Monday, October 20, 2014
10

The West’s Financial Arsenal

PRINCETON – The revolution in Ukraine and Russia’s illegal annexation of Crimea have generated a serious security crisis in Europe. But, with Western leaders testing a new kind of financial warfare, the situation could become even more dangerous.

A democratic, stable, and prosperous Ukraine would be a constant irritant – and rebuke – to President Vladimir Putin’s autocratic and economically sclerotic Russian Federation. In order to prevent such an outcome, Putin is trying to destabilize Ukraine, by seizing Crimea and fomenting ethnic conflict in the eastern part of the country.

At the same time, Putin is attempting to boost Russia’s appeal by doubling Crimeans’ pensions, boosting the salaries of the region’s 200,000 civil servants, and constructing large, Sochi-style infrastructure, including a $3 billion bridge across the Kerch Strait. This strategy’s long-term sustainability is dubious, owing to the strain that it will put on Russia’s public finances. But it will nonetheless serve Putin’s goal of projecting Russia’s influence.

For their part, the European Union and the United States have no desire for military intervention to defend Ukraine’s sovereignty and territorial integrity. But verbal protests alone would make the West look ridiculous and ineffective to the rest of the international community, ultimately giving rise to further – and increasingly far-ranging – security challenges. This leaves Western powers with one option: to launch a financial war against Russia.

As the former US Treasury official Juan Zarate revealed in his recent memoir Treasury’s War, the US spent the decade after the September 11, 2001, terrorist attacks developing a new set of financial weapons to use against America’s enemies – first Al Qaeda, then North Korea and Iran, and now Russia. These weapons included asset freezes and blocking rogue banks’ access to international finance.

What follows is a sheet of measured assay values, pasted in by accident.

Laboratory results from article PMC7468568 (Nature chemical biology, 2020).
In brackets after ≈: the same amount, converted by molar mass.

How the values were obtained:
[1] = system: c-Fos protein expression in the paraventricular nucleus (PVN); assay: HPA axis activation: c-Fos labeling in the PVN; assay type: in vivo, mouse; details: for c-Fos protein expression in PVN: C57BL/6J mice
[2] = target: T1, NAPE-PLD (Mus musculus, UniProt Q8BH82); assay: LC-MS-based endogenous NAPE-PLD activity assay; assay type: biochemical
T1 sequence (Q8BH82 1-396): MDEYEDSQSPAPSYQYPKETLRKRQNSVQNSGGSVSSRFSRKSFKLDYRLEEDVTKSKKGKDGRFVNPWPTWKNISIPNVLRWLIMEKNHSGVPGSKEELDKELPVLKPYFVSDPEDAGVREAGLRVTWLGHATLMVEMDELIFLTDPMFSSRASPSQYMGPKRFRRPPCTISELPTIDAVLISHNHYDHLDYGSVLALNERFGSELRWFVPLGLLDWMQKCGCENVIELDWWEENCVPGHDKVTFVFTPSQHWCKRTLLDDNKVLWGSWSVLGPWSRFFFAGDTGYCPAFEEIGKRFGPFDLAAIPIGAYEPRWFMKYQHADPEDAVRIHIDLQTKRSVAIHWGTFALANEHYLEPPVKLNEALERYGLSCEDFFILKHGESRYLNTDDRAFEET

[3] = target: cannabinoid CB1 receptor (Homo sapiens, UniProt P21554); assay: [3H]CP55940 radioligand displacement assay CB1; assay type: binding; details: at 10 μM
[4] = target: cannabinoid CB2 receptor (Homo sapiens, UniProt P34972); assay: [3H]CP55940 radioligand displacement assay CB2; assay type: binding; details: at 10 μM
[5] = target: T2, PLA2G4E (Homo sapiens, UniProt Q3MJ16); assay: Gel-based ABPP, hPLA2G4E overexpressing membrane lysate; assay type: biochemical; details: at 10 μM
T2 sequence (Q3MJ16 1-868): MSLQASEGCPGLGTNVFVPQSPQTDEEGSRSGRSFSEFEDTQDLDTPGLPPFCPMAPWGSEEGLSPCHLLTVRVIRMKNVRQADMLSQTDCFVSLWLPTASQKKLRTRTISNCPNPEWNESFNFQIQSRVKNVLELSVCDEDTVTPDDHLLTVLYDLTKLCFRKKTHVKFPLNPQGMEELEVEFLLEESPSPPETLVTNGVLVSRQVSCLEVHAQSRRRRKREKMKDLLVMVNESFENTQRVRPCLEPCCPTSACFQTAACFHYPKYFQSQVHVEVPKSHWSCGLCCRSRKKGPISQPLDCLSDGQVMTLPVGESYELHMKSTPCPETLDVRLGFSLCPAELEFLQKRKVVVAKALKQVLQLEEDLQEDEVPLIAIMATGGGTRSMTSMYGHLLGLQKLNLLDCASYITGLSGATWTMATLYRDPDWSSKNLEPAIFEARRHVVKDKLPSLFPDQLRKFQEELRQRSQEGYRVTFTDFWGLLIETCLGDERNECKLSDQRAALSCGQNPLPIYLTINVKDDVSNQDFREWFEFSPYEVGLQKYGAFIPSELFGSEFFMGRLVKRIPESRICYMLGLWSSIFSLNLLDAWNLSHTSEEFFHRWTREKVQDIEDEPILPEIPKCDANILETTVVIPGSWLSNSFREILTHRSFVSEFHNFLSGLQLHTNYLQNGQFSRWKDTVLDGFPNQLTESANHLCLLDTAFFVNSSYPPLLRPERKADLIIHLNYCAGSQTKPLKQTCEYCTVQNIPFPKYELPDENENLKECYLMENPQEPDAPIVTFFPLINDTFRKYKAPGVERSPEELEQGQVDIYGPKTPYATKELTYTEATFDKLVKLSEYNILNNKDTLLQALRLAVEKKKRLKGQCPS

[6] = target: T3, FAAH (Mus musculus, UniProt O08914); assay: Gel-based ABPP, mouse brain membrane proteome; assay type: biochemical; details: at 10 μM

When the Ukrainian revolution began, the Russian banking system was already over-extended and vulnerable. But the situation became much worse with the toppling of Ukrainian President Viktor Yanukovych and the annexation of Crimea, which triggered a stock-market panic that weakened the Russian economy considerably and depleted the assets of Russia’s powerful oligarchs.

In a crony capitalist system, threatening the governing elite’s wealth rapidly erodes loyalty to the regime. For the corrupt elite, there is a tipping point beyond which the opposition provides better protection for their wealth and power – a point that was reached in Ukraine as the Maidan protests gathered momentum.

Putin’s public speeches reveal his conviction that the EU and the US cannot possibly be serious about their financial war, which, in his view, would ultimately hurt their highly complex and interconnected financial markets more than Russia’s relatively isolated financial system. After all, the link between financial integration and vulnerability was the main lesson of the crisis that followed the US investment bank Lehman Brothers’ collapse in 2008.